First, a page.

|Judy Dyble - Weavings Of A Silver Magic (2020)|
And from RnR magazine.. thank you Oz Hardwick
Weavings Of A Silver Magic – Judy Dyble
8th May 2020
Things haven’t always gone smoothly for Judy Dyble, the resilient sort of lady who thoroughly deserved her 2004 reawakening, from which she’s spun a whole line of albums which reveal her as a writer of other worldly fantasy, songs about things just slightly out of view or round a corner.
There’s something enticing and entirely captivating about her creations, they’re charismatic vignettes which may take time to mature, though since she began work with Alistair Murphy a decade since her music has taken on far more form and substance. Herewith ‘Weavings Of A Silver Magic,’ is the second live offering from Miss Dyble but this one differs in virtually every degree from ‘Live At WM Jazz.’ Recorded at St. Barnabas Church in Cambridge, with her regular backing musicians Perfect Strangers along with sundry percussion, keyboards and an elegant sounding string section with the tongue in cheek name of Ad Hoc! What was produced and has since been heightened by other gigs including a super showing at Cropredy are tracks from her contemporary albums as well as an old rework from the days when she sang with a proto King Crimson.
The Dyble vocals are very English, but then there’s no earthly reason why a woman with roots in north London should sound like she was from California, Detroit or New York, her words distinct and often personal.
Stand out track by far is ‘The Sisterhood Of Ruralists,’ ten minutes or more of carefully chosen verse about friends who’re craftsmen, bound by decorum and charming arrangements somehow it sums up the whole approach. Great to have her creating music that’s alluring and gentle, not everything in life need be brash and voluminous. Make room for mesmeric.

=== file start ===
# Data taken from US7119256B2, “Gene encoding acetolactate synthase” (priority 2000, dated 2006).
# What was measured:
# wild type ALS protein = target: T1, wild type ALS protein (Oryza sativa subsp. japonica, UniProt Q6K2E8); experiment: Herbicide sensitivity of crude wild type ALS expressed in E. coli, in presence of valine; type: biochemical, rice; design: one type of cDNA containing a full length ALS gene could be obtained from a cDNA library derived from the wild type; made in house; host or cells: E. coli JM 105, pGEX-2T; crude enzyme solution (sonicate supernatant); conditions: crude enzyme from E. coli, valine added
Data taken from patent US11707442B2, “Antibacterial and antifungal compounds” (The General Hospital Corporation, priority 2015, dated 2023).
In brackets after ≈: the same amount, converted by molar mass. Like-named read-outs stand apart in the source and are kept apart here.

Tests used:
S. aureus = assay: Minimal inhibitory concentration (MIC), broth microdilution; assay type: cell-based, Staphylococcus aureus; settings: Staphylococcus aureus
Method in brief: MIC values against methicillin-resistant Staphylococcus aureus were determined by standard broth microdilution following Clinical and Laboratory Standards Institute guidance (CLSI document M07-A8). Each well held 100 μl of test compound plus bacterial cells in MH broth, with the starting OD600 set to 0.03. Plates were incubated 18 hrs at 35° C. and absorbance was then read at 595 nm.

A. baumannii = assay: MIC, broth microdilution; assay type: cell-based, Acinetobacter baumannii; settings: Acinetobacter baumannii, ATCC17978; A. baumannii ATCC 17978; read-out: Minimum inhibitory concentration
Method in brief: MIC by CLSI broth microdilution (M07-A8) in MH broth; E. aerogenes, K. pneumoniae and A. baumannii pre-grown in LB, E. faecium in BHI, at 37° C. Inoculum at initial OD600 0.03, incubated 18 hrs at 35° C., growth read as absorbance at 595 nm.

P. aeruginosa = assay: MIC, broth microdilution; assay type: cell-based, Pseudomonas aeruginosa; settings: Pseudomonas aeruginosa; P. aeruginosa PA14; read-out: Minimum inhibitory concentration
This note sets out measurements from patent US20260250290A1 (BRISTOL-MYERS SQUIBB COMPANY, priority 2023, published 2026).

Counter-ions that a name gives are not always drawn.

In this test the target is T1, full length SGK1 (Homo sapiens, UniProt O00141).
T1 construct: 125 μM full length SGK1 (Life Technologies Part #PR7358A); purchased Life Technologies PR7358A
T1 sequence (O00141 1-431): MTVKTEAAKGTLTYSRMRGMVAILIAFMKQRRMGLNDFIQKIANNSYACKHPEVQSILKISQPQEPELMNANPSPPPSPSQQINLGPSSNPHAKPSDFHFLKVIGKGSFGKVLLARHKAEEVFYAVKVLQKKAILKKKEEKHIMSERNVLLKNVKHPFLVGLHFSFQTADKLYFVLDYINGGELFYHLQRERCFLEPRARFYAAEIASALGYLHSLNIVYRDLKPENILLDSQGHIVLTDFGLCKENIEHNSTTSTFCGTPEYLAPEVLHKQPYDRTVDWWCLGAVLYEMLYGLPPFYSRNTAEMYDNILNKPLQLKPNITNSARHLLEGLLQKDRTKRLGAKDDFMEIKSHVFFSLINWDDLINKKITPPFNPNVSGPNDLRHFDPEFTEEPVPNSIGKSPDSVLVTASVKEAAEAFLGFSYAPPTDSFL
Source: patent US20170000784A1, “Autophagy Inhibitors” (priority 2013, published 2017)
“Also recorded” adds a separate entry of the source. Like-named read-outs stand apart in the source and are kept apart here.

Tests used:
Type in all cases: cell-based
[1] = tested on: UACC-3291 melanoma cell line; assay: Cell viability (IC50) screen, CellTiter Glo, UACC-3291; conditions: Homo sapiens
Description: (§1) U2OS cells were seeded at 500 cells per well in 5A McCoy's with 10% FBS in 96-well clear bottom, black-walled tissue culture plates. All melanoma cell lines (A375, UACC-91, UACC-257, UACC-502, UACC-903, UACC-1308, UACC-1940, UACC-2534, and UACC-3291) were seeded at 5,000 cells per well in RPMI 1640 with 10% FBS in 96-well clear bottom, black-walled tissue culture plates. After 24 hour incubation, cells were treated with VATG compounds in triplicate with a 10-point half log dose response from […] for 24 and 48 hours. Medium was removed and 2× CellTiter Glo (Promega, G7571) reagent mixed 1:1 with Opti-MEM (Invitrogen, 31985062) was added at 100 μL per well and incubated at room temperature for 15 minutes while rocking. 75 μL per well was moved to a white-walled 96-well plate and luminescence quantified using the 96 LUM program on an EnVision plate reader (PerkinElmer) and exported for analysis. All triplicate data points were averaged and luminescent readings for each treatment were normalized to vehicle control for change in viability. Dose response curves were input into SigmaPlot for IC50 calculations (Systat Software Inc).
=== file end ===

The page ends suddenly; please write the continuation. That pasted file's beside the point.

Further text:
Spiral Earth Rating.
Spiral Earth rating
Prog Female Voices- Sebastien Bonnays
Judy Dyble - Weavings Of A Silver Magic (2020)
Why listen to this record?
The Metro newspaper
Weavings Of A Silver Magic (Cromerzone)
Judy Dyble was much involved in the evolution of modern folk, prog, and art-rock in Britain. She was Fairport Convention’s first singer, and fronted a nascent version of King Crimson. Then she quietly disappeared from the music business altogether for around 30 years, re-emerging in the Noughties with her first ever solo records, which initially attracted next-to-zero notice or distribution. At last, in 2009, her album Talking To Strangers gained her some traction. Since then, she has become a fixture on the folk scene. With Alistair Murphy, who plays guitars and keyboards with her regular accompanists, Band Of Perfect Strangers, she has formed an able songwriting partnership. But what really marks her out is her voice: clear, genteel, unaffected. She has a purity not just of tone but of approach, as if the received pronunciation of late-Sixties artistic womanhood – not so much cut glass as plate glass – has been distilled into song.
There is something about this sound, with no pretensions to earthiness, which feels cooling and simple – although the simplicity is deceptive. Dyble favours ornament, and this live set, with the inclusion of a string section, indulges that nicely. It’s drawn chiefly from her previous two studio albums, with nothing from Talking To Strangers; a shame that record’s extraordinary folk-prog excursion Harpsong doesn’t get the benefit of this treatment. But another splendid epic, The Sisterhood Of Ruralists, goes some way to compensate, as do the best of the shorter tunes: Crowbaby, the bittersweet waltz See What Your Words, and a sweeping, romantic I Talk To The Wind – more familiar from King Crimson’s debut album; but as Dyble notes, “I sang it first.” DAVID BENNUN
Prog Magazine Review
Classic Rock -David Quantick